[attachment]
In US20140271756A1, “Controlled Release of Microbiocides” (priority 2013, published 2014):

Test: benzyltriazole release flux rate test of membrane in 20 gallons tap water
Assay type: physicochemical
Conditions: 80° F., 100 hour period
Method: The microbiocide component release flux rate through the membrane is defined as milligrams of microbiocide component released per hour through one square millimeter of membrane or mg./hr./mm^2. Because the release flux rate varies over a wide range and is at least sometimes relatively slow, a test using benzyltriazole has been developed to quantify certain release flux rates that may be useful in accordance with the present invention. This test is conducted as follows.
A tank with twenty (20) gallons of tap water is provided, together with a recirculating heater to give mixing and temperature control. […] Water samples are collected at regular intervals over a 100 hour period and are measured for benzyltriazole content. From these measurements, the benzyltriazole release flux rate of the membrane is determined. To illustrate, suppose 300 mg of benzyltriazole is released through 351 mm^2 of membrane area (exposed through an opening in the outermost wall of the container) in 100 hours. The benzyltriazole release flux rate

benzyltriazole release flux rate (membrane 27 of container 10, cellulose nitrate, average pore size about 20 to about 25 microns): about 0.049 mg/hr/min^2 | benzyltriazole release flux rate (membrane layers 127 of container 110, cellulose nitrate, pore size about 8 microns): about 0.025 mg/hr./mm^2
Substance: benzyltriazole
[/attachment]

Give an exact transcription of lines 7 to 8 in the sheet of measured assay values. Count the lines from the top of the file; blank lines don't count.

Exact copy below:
benzyltriazole release flux rate (membrane 27 of container 10, cellulose nitrate, average pore size about 20 to about 25 microns): about 0.049 mg/hr/min^2 | benzyltriazole release flux rate (membrane layers 127 of container 110, cellulose nitrate, pore size about 8 microns): about 0.025 mg/hr./mm^2
Substance: benzyltriazole